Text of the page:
HNATH: Yeah, I had been writing a bunch of plays about famous people. I had written one about Anna Nicole Smith, I wrote one about the Clintons, and I would basically take a couple of details from these people's lives and use them to tell really stories about myself.
And I started wondering if that was right and if there's something wrong in doing that, whether or not there is just something egregiously narcissistic about imposing my own story onto these other people.
And so when I came to write this play, I had that debate raging in my mind and thought, well, I'll just come clean, and I'm going to say exactly what's true so I feel a little less guilty about making so much up.
FLATOW: And one of the things you make up is a meeting, a conflict between Robert Hooke and Isaac Newton.
FLATOW: And Michael Louis Serafin-Wells plays Robert Hooke. Did you know who he was before you got into this play?
SERAFIN-WELLS: We did a couple of workshops of this play, and I did not know who Hooke was prior to the first workshop.
FLATOW: Tell us - give us a thumbnail of who he was.
SERAFIN-WELLS: Well, there's been a lot of more stuff about him of late that's sort of an interesting nexus of how Lucas' play is happening, and more people are writing about him. I didn't want to read a huge amount, I didn't want to do a huge amount of research about Hooke because I wanted to be true to the play itself and Lucas's world of it.
But there's a really, really interesting part of Boris Johnson, the London mayor, has written a book about famous Londoners, and he described Hooke as the greater inventor you never heard of. And a lot of that stuff is in the play.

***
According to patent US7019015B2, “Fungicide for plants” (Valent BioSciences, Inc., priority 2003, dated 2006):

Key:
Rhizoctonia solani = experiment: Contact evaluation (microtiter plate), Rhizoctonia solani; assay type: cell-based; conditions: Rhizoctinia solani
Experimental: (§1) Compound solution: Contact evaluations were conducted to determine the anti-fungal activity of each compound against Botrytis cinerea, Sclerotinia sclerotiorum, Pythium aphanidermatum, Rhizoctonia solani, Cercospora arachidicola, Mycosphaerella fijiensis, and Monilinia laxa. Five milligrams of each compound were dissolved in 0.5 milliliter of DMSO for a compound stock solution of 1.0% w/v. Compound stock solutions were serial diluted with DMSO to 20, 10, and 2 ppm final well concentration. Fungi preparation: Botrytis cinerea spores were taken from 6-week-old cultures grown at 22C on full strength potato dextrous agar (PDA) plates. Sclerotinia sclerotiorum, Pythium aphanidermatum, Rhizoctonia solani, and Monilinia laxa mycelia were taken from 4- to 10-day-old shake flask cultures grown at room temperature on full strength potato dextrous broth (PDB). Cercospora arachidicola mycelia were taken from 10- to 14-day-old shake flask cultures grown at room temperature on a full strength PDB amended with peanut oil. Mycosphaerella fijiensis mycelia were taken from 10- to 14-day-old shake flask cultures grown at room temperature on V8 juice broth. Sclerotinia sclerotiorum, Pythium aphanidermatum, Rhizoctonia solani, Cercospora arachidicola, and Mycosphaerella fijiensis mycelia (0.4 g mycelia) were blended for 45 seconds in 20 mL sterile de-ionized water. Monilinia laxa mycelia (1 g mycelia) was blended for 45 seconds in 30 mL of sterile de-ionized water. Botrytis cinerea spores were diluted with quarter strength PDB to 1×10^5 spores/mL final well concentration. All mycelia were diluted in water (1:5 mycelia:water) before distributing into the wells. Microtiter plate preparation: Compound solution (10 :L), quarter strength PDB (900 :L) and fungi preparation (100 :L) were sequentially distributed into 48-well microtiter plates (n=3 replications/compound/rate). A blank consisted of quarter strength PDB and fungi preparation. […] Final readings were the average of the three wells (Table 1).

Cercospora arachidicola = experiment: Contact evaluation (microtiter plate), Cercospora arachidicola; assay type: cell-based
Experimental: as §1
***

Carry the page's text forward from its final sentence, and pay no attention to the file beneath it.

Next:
FLATOW: Hooke's Law.
SERAFIN-WELLS: Hooke's Law.
FLATOW: And it's interesting, you write - the stuff is written in a blackboard on the front of the play. I mentioned what is real, what is not real. And you say: This is the stuff that's real, and this is the stuff that's not real. If it's not on the blackboard, it really did not happen.
HNATH: It might be made up, I think is the line, so there's a little...
FLATOW: Haskell, you've played a lot of scientists, right?
KING: I've played a couple yeah, yeah, yeah.
FLATOW: Are you drawn to that, or...
KING: You know, I've just been lucky.
FLATOW: Tell us who else you've been.
KING: James Watson, who along with Francis Crick discovered the structure of DNA and the double-helix. And that was Linsay Firman, directed that play, as well, by Anna Zeigler. And yeah, they just - I don't think they wanted to use me, but I worked really hard on the audition material. And then after that, Linsay and I formed a relationship.
And I just - you know, James Watson, and doing James Watson and Isaac Newton were - the process was radically different, and that difference was really interesting in that James Watson is still alive, and there's plenty of archival footage to look at him and be very specific.
FLATOW: He sat in the very chair that you're sitting in right now. We've interviewed him many times here.
KING: He came to our opening.
FLATOW: Yeah, and I saw your performance of him as James Watson, and it was, as they say, spot on, in the business. It was terrific.
KING: Thank you.
FLATOW: I don't know how you got that down. Of course there's no way of knowing what Newton really was like, is there?
HNATH: No, there really - I mean, there are some reports that he was a difficult person to get along with. He - you know, toward the end of his life became one of the people who ran the mint and prided himself on how many counterfeiters he was able to have executed. So you sort of work backwards from information like that, and you sort of think, OK, what type of person is this? Probably somebody who enjoys vengeance a little bit.